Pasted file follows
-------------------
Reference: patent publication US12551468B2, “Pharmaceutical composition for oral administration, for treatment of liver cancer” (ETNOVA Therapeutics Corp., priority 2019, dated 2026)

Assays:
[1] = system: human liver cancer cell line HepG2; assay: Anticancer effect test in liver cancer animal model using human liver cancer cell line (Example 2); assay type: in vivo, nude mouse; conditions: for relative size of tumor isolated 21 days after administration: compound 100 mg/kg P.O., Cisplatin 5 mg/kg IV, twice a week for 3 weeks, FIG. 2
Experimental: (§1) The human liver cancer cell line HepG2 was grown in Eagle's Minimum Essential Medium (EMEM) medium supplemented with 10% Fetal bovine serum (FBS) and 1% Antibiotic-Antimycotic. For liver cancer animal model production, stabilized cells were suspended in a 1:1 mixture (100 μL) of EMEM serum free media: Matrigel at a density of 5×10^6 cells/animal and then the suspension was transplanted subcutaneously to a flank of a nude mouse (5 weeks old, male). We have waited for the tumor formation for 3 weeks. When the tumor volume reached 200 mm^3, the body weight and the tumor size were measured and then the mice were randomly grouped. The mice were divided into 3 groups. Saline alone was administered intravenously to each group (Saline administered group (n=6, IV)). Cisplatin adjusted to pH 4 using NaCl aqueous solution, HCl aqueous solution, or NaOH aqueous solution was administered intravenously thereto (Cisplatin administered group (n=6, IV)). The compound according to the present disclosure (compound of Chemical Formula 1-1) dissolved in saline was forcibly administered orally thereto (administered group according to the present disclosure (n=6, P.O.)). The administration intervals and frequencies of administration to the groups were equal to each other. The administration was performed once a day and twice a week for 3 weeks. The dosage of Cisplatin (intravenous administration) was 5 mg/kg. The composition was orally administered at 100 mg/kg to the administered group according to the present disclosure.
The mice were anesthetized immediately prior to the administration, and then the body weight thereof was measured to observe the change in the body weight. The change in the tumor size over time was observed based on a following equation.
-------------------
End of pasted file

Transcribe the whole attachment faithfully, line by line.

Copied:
Reference: patent publication US12551468B2, “Pharmaceutical composition for oral administration, for treatment of liver cancer” (ETNOVA Therapeutics Corp., priority 2019, dated 2026)

Assays:
[1] = system: human liver cancer cell line HepG2; assay: Anticancer effect test in liver cancer animal model using human liver cancer cell line (Example 2); assay type: in vivo, nude mouse; conditions: for relative size of tumor isolated 21 days after administration: compound 100 mg/kg P.O., Cisplatin 5 mg/kg IV, twice a week for 3 weeks, FIG. 2
Experimental: (§1) The human liver cancer cell line HepG2 was grown in Eagle's Minimum Essential Medium (EMEM) medium supplemented with 10% Fetal bovine serum (FBS) and 1% Antibiotic-Antimycotic. For liver cancer animal model production, stabilized cells were suspended in a 1:1 mixture (100 μL) of EMEM serum free media: Matrigel at a density of 5×10^6 cells/animal and then the suspension was transplanted subcutaneously to a flank of a nude mouse (5 weeks old, male). We have waited for the tumor formation for 3 weeks. When the tumor volume reached 200 mm^3, the body weight and the tumor size were measured and then the mice were randomly grouped. The mice were divided into 3 groups. Saline alone was administered intravenously to each group (Saline administered group (n=6, IV)). Cisplatin adjusted to pH 4 using NaCl aqueous solution, HCl aqueous solution, or NaOH aqueous solution was administered intravenously thereto (Cisplatin administered group (n=6, IV)). The compound according to the present disclosure (compound of Chemical Formula 1-1) dissolved in saline was forcibly administered orally thereto (administered group according to the present disclosure (n=6, P.O.)). The administration intervals and frequencies of administration to the groups were equal to each other. The administration was performed once a day and twice a week for 3 weeks. The dosage of Cisplatin (intravenous administration) was 5 mg/kg. The composition was orally administered at 100 mg/kg to the administered group according to the present disclosure.
The mice were anesthetized immediately prior to the administration, and then the body weight thereof was measured to observe the change in the body weight. The change in the tumor size over time was observed based on a following equation.